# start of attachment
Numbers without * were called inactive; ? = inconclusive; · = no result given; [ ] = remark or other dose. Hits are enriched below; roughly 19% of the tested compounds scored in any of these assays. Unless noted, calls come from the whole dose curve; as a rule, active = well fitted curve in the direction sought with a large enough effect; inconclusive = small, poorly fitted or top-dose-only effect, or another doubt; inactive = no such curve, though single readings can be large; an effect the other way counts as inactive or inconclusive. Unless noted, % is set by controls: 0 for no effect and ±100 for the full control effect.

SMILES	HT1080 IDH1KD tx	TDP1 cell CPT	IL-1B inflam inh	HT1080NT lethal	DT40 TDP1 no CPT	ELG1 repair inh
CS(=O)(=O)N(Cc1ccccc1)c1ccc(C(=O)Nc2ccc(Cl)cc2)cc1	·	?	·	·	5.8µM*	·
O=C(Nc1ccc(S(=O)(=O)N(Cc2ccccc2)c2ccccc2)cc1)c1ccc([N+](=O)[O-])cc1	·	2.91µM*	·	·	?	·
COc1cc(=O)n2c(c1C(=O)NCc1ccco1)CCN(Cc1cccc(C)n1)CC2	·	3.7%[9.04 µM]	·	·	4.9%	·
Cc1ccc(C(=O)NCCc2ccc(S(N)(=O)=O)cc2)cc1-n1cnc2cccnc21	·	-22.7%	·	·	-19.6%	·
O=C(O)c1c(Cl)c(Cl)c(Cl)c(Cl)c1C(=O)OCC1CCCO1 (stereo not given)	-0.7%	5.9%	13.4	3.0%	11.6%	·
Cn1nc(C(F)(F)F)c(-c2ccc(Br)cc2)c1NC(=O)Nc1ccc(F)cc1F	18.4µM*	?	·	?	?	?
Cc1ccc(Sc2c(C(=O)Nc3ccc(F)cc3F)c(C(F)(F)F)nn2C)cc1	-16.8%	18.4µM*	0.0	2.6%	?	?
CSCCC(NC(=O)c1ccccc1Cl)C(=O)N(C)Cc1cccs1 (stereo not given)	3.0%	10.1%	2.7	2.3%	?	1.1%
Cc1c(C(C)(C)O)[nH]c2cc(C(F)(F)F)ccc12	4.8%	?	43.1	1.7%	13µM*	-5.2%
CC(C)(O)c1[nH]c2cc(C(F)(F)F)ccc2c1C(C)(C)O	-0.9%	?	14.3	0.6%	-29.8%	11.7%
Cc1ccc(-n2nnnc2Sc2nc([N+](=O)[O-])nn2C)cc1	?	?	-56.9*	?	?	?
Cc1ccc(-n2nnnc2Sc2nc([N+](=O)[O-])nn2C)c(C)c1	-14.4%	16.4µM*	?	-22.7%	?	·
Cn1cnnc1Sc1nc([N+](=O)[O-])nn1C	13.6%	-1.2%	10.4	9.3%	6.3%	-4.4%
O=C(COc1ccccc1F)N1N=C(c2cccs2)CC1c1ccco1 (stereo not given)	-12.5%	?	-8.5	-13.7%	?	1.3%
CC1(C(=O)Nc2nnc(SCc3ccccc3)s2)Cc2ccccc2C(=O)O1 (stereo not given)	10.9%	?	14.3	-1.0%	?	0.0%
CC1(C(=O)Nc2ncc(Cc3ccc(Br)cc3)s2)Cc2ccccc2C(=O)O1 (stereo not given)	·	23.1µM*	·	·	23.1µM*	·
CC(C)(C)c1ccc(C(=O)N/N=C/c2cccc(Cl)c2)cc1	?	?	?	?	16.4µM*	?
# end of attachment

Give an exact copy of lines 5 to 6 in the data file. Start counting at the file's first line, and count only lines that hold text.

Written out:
COc1cc(=O)n2c(c1C(=O)NCc1ccco1)CCN(Cc1cccc(C)n1)CC2	·	3.7%[9.04 µM]	·	·	4.9%	·
Cc1ccc(C(=O)NCCc2ccc(S(N)(=O)=O)cc2)cc1-n1cnc2cccnc21	·	-22.7%	·	·	-19.6%	·